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From the AKC GoodDog! Helpline Team

Dogs are wonderful. They are family members and best friends, providing companionship and unconditional love.

But dogs and people do not always speak the same language. It is important to educate yourself and your family about safety around dogs so you can recognize when a dog feels uncomfortable and does not want to the approached.

Understanding dog body languge, polite behavior around dogs, and what to do when a strange dog approaches could be the difference between a good interaction and a bite.

There are 70 million dogs in the United States, and 4.5 million people are bitten by dogs each year, according to the American Veterinary Medical Association. Children are the most likely to be bitten.

But most bites are preventable and this week is National Dog Bite Prevention Week – an opportunity to educate the public about safety around dogs.

Recognize the Signs

It is important to understand dog body language and know the warning signs that can lead to a bite. Rarely does a dog bite without warning; usually baring the teeth or growling occur directly before the bite.

Signs of a friendly dog include:

  • Happy, relaxed face
  • Relaxed body posture
  • Tail wagging happily
  • Play bow (dog's elbows on ground and hind-end raised up)
  • Mouth closed or tongue hanging out
  • Roll over on the back for belly rubs

Signs of an unfriendly dog that does not want to be petted include:

  • Backing away with tail tucked
  • Lunging forward, barking, then backing away
  • Ears flat back or high on alert
  • Head turned away from you
  • Lip licking or heavy panting
  • Stiff posture
  • Tail wagging on a low and slow fashion
  • Growling
  • Air snap (snapping in your direction without making contact)

Preventative Measures

Always ask the owner before you pet a dog. Then allow the dog to approach you and sniff your closed hand. If the dog is friendly, you may pet the dog lightly (not heavy patting or thumping) on the back and/or shoulders. Most dogs do not like to be patted on top of the head. Don't stare directly into a dog's eyes and do not hover over the top of them. Stand slightly to the side and bend down so you are more on their level.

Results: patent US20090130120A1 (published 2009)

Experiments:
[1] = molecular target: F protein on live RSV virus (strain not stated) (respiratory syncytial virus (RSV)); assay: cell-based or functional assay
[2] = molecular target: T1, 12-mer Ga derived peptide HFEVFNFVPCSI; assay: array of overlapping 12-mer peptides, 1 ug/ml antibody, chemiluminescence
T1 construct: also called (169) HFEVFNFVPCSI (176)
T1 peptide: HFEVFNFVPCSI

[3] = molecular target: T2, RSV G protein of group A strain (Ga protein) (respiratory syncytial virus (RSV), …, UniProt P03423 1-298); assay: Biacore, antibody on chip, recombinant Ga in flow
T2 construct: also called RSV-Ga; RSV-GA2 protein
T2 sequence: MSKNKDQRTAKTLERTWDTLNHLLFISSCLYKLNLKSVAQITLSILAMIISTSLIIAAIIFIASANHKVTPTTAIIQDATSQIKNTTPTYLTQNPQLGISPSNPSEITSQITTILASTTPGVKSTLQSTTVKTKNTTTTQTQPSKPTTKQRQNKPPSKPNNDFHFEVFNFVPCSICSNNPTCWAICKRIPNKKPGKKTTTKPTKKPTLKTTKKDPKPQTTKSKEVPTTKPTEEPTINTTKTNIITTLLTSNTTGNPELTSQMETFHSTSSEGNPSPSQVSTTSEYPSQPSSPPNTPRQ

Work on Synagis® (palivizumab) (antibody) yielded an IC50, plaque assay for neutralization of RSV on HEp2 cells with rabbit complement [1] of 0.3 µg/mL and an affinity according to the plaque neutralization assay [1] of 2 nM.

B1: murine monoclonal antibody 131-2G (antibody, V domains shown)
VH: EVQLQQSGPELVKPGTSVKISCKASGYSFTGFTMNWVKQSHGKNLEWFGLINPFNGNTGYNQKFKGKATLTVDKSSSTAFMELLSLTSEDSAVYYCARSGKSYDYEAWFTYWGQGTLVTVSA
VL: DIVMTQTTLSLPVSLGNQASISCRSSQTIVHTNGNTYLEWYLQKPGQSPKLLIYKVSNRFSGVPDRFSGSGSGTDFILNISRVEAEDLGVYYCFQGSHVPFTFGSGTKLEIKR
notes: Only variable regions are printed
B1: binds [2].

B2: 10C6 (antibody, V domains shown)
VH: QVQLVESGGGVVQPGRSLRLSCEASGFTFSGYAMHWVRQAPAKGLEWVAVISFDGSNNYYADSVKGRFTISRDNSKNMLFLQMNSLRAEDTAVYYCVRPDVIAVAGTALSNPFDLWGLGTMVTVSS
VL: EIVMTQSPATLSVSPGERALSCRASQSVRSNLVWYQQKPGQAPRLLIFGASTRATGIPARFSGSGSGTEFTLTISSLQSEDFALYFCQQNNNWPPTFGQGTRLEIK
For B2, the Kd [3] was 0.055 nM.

Never approach an unattended dog. Do not reach over a fence or through a car window to pet a dog.

If an unattended dog approaches you, whether he seems friendly or not, immediately “Be a Tree.” Do not run! Stop, fold your arms, and look at your feet. The dog will think you are uninteresting and move on. Stay in position until the dog moves on or someone comes to help. Do not yell, strike at, or make sudden movements toward a dog that has approached. This may cause the dog to react fearfully or aggressively in return.

Never leave young children unattended with a dog, no matter how nice the dog seems or how well you know the dog. It is very important to teach children polite behavior around dogs.

It Starts in Puppyhood

The way you raise your puppy has a significant impact on your dog’s future. Early positive socialization and training are keys to having a safe dog. Reward-based training helps your puppy learn to associate people, places and things as good, not a basis for fear or punishment. Supervised socialization with other puppies teaches bite inhibition and how to read other dogs’ body language. Take your puppy to training classes and teach them basic manners and obedience skills.

Sudden Change in Behavior

If your older dog begins to exhibit behavioral changes, it may mean he is in physical discomfort. Consult your vet to rule out any medical causes.

For more information from the AKC on Bite Prevention: /celebrates/bite-prevention-week/

To talk to a trainer about your dog, enroll in the AKC GoodDog! Helpline – a telephone support service staffed by experienced dog trainers. The trainers provide information and advice on dog training and behavioral issues. For more information:

Educate yourself and your family about safety around dogs so you can recognize when a dog feels uncomfortable and does not want to the approached.